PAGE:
2 Vols. Folio. Lond. 1744-18.

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HARRIS'S COLLECTION (Continued)

PAGE

PAGE

re

Globe, under the command of Jaques le
Hermite

66 Captain Cowley's Voyage round the World 77 Captain William Dampier's first Voyage

round the World. Collected from his
own account

84 Captain William Dampier's Voyage to

New Holland and New Guinea. From
his own accounts

112 The Voyage of William Funnell round the

World, as Mate to Captain William
Dampier

131 The Voyage of Captain Woodes Rogers,

in the Duke,' and Captain Stephen
Courtney in the Duchess,' round the
World

150 The Voyage of Captain John Clipperton

round the World. From an authentick
Journal

184 Captain George Shelvock's Voyage round

the World. From his own account. 198 Captain Betagh's Observations on the

Country of Peru and its Inhabitants,
during his captivity

240 An Account of Commodore Roggewein's

Expedition, with three ships, for the
Discovery of the Southern Lands, under
the direction of the Dutch West India
Company. From an original Journal 256
The Voyage and Shipwreck of Captain

Francis Pelsart in the · Batavia,' on the
Coast of New Holland, and his succeed-
ing Adventures. From the collection of
M. Thevenot

320 The Voyage of Captain Abel Jansen

Tasman, for the Discovery of Southern
Countries, by direction of the Dutch
East India Company. Taken from his
original Journal

325 An Account of the Expedition of George

Anson in the Centurion,'as Commodore
of a Squadron of British Ships round
the World ...

337 The History of India in the Earliest Ages 373 The History of the Commerce in the hands

of the Idumeans, Israelites, Tyrians,

&c., with some accounts of its Profits ... 376 Of the Indian Commerce under the Persian Empire

380 An exact Account of Alexander's Conquest

of the Persian Empire, and more par-
ticularly of his Indian Expedition, and
the consequences he intended to have
drawn from thence

386 An Account of the Voyage made by the

Fleet of Alexander the Great, under the
Command of Nearchus, from the mouth
of the River Indus up the Persian
Gulph, for the Discovery of the Coasts
and their Inhabitants

400 The History of Seleucidæ Kings of Syria,

who were the immediate possessors of

Alexander's Indian Conquests
The History of the Greek Empire in

Egypt, under the Ptolemies. The Estab-
lishment of the Indian Commerce at
Alexandria, and the consequences of
that Establishment; to the reduction
of the Kingdom of Egypt into a Province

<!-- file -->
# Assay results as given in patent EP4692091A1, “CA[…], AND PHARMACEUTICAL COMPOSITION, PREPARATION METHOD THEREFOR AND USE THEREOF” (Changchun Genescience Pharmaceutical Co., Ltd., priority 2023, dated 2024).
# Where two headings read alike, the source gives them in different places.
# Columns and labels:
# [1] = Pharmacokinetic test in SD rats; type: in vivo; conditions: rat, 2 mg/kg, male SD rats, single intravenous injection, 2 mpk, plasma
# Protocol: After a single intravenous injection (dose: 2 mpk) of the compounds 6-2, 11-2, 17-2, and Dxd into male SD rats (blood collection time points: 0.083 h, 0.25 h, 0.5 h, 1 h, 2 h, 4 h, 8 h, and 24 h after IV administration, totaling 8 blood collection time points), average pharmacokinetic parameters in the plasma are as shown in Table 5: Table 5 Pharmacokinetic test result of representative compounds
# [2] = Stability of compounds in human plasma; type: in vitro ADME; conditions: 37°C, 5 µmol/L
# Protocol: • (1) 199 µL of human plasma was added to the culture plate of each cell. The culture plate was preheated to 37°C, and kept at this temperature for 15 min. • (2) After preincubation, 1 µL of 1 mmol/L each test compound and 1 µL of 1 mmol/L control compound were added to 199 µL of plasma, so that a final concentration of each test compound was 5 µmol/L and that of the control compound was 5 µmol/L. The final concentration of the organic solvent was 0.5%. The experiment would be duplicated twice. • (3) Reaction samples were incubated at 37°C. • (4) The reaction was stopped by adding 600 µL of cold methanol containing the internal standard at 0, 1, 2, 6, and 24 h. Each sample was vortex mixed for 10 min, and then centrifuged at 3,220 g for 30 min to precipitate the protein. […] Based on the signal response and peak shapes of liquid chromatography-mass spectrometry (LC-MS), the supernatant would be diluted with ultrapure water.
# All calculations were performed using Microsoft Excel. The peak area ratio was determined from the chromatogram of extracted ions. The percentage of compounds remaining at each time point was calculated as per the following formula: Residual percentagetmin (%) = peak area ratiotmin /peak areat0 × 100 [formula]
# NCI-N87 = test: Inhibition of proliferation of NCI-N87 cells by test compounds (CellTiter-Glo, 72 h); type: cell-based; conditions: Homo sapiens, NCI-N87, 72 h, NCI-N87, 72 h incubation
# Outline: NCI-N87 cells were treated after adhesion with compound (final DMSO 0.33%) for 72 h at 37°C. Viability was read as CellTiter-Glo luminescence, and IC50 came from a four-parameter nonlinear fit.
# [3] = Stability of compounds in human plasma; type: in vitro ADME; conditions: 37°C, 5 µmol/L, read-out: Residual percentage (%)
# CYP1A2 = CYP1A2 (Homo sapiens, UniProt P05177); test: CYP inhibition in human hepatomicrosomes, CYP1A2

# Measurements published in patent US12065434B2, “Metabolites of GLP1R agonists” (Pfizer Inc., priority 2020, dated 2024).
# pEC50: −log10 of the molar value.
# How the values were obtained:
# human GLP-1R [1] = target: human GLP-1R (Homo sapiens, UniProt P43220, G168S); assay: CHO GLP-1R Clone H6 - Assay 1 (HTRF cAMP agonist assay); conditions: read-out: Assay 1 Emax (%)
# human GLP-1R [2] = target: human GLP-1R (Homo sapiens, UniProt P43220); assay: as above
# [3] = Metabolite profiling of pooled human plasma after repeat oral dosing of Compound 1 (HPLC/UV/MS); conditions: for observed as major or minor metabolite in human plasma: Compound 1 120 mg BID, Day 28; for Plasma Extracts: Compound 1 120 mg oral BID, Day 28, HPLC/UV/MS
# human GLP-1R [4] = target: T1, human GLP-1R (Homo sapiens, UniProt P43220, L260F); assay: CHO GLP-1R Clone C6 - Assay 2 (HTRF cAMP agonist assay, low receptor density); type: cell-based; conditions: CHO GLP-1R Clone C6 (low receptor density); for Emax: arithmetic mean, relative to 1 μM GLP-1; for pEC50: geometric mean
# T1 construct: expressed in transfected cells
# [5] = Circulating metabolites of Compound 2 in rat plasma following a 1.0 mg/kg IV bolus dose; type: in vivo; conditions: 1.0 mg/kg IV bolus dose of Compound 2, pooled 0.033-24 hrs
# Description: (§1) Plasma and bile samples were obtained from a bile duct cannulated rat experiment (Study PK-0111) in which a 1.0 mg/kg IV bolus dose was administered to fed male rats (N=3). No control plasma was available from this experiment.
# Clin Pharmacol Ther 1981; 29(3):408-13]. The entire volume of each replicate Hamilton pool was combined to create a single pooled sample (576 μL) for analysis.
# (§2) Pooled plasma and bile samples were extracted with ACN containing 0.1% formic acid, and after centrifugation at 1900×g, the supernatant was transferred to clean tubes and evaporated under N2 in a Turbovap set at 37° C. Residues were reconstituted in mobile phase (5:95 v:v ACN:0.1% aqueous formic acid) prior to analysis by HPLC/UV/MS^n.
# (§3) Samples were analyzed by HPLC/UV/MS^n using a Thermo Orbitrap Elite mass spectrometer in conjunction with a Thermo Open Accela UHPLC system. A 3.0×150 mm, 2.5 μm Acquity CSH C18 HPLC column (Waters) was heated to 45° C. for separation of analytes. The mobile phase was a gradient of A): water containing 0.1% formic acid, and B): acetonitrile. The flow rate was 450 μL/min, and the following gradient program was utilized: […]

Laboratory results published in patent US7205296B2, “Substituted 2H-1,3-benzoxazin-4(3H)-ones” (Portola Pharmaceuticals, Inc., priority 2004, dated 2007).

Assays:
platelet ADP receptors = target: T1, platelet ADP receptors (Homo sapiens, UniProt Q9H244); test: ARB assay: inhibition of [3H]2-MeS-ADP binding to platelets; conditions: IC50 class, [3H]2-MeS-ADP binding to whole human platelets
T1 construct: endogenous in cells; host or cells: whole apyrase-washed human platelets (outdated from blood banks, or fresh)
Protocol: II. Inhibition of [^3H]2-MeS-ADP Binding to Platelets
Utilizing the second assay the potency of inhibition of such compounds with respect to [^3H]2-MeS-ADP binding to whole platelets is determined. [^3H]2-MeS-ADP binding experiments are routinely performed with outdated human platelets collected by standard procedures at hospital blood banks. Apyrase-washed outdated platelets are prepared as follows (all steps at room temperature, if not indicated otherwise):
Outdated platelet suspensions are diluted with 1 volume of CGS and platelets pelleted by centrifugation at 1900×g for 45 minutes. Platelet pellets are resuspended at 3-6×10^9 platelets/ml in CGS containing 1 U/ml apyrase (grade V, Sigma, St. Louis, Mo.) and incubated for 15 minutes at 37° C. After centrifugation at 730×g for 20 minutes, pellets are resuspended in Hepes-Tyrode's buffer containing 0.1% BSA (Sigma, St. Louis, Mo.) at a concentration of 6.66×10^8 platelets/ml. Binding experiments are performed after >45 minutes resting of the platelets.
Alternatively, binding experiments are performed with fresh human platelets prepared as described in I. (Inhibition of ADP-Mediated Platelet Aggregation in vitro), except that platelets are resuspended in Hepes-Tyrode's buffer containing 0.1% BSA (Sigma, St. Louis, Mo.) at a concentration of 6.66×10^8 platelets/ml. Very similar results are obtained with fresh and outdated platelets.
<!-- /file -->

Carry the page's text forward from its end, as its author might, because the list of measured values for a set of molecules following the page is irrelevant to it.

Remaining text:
by the Romans

113 The History of the Indian Trade, as

carried on through Egypt by the Red Sea under the Romans, the manner of its establishment, the Profits drawn therefrom, and the Discoveries made in

consequence of this Commerce ... 425 An Account of the affairs of Egypt, and of

the Commerce carried on by the Romans through that country to the East, till the seat of the Empire was transferred from Rome to Constantinople

435 An Account of the Religion, Government,

Laws, Customs, and Manners of the Indians, as they are recorded in the works of Ancient Authors

442 The Learning, Discipline, Offices, Manner

of Living and Privileges of the Brachman's, including also an Account of their peculiar Doctrines in Theology and Divinity

449 Of the Land Animals in the East Indies, as

described by Ancient Authors, compared with Modern Writers, and some marks upon both

458 An Account of the most remarkable Fish

and Fowl in the East Indies, as de-
scribed by Ancient and Modern Authors,

with proper observations and remarks 479 An Account of the description left us by

the Ancients of the Eastern and Northern
parts of the Indies, the notions they had
of their Riches, together with an enquiry
into the reasons which hindered their

extending their Discoveries on that side 493 A concise History of the Rise, Progress

and Decline of the Constantinopolitan
Empire, together with the Commerce of
its Subjects in the East. As also a brief
detail of the Rise of the Arabian Empire,
the Recovery of the Indian Commerce in
Egypt, and the Reviving of the Trade of
Alexandria

504 An Account of the several Passages to the

Indies, both by Sea and Land, that have
been attempted, discovered or practised
by the Ancients

514 An Account of the Travels of two Moham

medans through India and China, in the
Ninth Century

521 The Travels of Rabbi Benjamin, the Son

of Jonas of Tudela, through Europe,
Asia, and Africa from Spain to China,
1160 to 1173, from the Latin versions of
Benedict Arias Montanus, and Constan-
tine l'Empereur, compared with other

Translations into different Languages... 546 The remarkable Travels of William de

Rubruquis, a Monk, sent by Louis IX.,
King of France, Ambassador into
different parts of the East, particularly
into Tartary and China A.D. 1253, con-
taining abundance of curious particulars
relating to those Countries, written by
the Ambassador and addressed to his
Royal Master, King Louis

556 The curious and remarkable Voyages and

Travels of Marco Polo, a Gentleman of
Venice, who in the middle of the
Thirteenth Century passed through a
great part of Asia, all the Dominions of
the Tartars, and returned Home by Sea,
through the Islands of the East Indies,